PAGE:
Dark force connects galaxies far, far away
Astronomers at the University of Waterloo have been able to capture the first composite image of a dark matter bridge that connects galaxies together.
The composite image, which combines a number of individual images, confirms predictions that galaxies across the universe are tied together through a cosmic web connected by dark matter that has until now remained unobservable.
Dark matter filaments bridge the space between galaxies in this false colour map. The locations of bright galaxies are shown by the white regions and the presence of a dark matter filament bridging the galaxies is shown in red.
Dark matter, a mysterious substance that comprises around 25 per cent of the universe, doesn’t shine, absorb or reflect light. It has traditionally been largely undetectable, except through gravity.
“For decades, researchers have been predicting the existence of dark-matter filaments between galaxies that act like a web-like superstructure connecting galaxies together,” said Mike Hudson, a professor of astronomy at the University of Waterloo. “This image moves us beyond predictions to something we can see and measure.”
As part of their research, Hudson and co-author Seth Epps, a former master’s student at the University of Waterloo, used a technique called weak gravitational lensing. It's an effect that causes the images of distant galaxies to warp slightly under the influence of an unseen mass such as a planet, a black hole, or in this case, dark matter. The effect was measured in images from a multi-year sky survey at the Canada-France-Hawaii Telescope.
They combined lensing images from more than 23,000 galaxy pairs located 4.5 billion light-years away to create a composite image or map that shows the presence of dark matter between the two galaxies. Results show the dark matter filament bridge is strongest between systems less than 40 million light-years apart.
“By using this technique, we’re not only to able to see that these dark matter filaments in the universe exist, we’re able to see the extent to which these filaments connect galaxies together,” said Epps.
Co-op student gets faculty mentorship opportunity
By Naz Kittani
On her very first work term, 2A Kinesiology co-op student Donna Fok combined her two passions: science and athletics. Fok worked as a research assistant for Applied Health Sciences Professor Jack Callaghan. Also cross-listed with the Faculty of Engineering, Callaghan is a Canada Research Chair in spine biomechanics and injury prevention. With expertise in biomechanics, ergonomics and injury mechanics, Callghan’s supervision helped Fok build a strong foundation for future work terms.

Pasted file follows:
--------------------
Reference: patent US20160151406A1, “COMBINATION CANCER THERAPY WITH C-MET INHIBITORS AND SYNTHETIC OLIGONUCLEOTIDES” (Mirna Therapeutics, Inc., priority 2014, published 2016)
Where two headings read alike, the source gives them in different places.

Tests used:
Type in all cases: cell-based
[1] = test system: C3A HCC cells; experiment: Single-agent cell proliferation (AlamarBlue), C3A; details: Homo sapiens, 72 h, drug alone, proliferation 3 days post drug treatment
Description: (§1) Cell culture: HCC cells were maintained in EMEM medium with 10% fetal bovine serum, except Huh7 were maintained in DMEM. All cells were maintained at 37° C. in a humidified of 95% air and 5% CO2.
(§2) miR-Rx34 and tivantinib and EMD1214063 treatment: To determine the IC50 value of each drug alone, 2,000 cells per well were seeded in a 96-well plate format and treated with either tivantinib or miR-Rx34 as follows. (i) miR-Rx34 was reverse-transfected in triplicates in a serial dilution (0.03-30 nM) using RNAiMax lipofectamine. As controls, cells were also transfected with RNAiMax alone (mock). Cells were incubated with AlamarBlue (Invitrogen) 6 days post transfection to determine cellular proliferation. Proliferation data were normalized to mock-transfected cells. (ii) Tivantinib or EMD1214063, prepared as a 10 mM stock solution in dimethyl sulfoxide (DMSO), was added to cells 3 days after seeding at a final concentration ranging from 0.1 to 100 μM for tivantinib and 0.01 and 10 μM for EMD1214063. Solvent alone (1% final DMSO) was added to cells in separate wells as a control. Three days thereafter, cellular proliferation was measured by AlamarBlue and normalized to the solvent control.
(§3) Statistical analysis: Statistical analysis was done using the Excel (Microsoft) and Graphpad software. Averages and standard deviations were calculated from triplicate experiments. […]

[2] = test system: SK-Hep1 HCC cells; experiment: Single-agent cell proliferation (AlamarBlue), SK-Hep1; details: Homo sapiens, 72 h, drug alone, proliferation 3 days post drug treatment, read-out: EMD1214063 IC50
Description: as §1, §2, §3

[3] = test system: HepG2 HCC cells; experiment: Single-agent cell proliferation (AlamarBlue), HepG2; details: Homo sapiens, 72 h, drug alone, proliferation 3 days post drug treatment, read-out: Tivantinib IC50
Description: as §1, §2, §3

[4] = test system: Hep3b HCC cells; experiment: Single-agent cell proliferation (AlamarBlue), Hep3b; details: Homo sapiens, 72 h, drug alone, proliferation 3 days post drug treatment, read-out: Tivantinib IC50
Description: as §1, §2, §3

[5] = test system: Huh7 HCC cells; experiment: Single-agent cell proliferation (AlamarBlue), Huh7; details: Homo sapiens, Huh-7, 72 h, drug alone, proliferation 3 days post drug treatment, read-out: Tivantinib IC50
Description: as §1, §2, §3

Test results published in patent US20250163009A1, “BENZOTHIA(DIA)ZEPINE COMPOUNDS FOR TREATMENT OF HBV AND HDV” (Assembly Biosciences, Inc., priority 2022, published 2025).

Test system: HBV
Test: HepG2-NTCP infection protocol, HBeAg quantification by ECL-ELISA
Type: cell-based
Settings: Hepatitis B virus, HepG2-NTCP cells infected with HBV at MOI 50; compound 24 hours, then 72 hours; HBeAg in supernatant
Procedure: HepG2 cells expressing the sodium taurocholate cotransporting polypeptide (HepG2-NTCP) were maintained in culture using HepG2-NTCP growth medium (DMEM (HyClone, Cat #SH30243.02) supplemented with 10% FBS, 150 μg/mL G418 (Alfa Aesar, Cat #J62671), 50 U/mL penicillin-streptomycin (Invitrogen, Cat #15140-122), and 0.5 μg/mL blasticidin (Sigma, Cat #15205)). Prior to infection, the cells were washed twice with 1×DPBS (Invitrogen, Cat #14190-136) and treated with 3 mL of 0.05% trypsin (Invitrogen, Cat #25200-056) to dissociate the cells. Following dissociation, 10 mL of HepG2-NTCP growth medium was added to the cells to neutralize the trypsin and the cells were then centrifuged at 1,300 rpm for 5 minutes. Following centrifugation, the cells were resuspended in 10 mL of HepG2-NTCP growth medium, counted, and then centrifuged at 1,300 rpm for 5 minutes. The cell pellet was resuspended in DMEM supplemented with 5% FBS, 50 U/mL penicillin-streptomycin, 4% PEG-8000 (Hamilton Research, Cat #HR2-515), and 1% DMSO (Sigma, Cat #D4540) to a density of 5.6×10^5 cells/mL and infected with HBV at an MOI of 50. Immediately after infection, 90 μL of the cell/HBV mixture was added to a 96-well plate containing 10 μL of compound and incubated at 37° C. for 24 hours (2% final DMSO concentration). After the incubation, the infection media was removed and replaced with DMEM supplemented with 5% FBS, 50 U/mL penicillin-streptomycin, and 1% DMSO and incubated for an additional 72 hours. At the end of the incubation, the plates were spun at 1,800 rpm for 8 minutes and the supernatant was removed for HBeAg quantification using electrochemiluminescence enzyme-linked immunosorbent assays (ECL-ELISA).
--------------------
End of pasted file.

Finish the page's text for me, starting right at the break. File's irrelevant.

“As a Research Assistant (RA), I supported the graduate theses and studies occurring in Professor Jack Callaghan’s Spine Biomechanics Lab,” explains Fok. “When experiments began, my role included outfitting the participant, collecting data and performing data analysis to determine descriptive findings on lower back discomfort and muscle activation.”
Although assisting with experiments was a major perk of her work term, it was the opportunity to learn in the workplace that Fok valued the most. “Working in research places a major emphasis on learning, which in my opinion was the best aspect of this position. While I was doing my job as an RA, I was encouraged to learn about biomechanics and procedures within the field. I learned by shadowing other graduate students, reading published literature on the topics, or simply by inquiring and participating in studies,” says Fok.
Fok credits this role for helping her choose a career path. “This experience has directed me toward wanting an occupation that focuses on the mechanics of human muscles and bones,” she says. “One field of interest is forensics biomechanics; I’m fascinated by the role of biomechanics in determining the cause of injury and impact.”
To find out more about Professor Callaghan’s research, watch his graduate student research video.
Governor General to visit campus for book launch; other notes
The University of Waterloo will welcome His Excellency the Right Honourable David Johnston, Governor General of Canada and Tom Jenkins, Chair of the Board of OpenText Corporation and Chancellor of the University of Waterloo for a discussion and book signing of their co-written volume Ingenious: How Canadian Innovators Made the World Smarter, Smaller, Kinder, Safer, Healthier, Wealthier, and Happier.
The event takes place on Tuesday, April 25 at 8:30 a.m. in the Sedra Design Centre in Engineering 5. Seats are limited on a first come, first served basis. Copies of the book will be available for sale at the event and the UW Bookstore. This event will also be livestreamed.
The Bombshelter Pub is open this week on weekdays from 11:00 a.m. to 3:00 p.m. if you are looking for lunch in all the wrong places.
The Library has announced that the term loan date has changed from May 15 to September 15, 2017.
The term loan date change went into effect on Tuesday, April 18. Borrowers can now begin renewing their books for the Spring term after this date. Renewal reminder notices will be sent to our patrons on Thursday, April 20.